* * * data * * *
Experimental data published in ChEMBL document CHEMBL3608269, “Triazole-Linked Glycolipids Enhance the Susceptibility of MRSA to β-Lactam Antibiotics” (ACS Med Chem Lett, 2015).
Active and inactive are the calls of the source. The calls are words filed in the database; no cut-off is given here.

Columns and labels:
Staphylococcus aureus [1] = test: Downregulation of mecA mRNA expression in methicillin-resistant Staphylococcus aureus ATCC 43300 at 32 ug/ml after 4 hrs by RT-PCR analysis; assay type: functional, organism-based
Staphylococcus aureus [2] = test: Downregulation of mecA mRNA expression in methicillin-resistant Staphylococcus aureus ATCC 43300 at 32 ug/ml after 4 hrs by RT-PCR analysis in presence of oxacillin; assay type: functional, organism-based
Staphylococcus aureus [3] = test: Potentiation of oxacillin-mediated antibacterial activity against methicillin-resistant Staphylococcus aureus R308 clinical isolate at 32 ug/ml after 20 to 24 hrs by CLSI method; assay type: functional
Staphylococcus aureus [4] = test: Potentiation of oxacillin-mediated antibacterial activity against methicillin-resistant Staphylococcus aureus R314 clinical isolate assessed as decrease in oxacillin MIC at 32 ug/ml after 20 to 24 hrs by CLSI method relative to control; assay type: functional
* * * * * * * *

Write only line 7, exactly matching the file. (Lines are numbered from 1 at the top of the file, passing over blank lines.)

Staphylococcus aureus [4] = test: Potentiation of oxacillin-mediated antibacterial activity against methicillin-resistant Staphylococcus aureus R314 clinical isolate assessed as decrease in oxacillin MIC at 32 ug/ml after 20 to 24 hrs by CLSI method relative to control; assay type: functional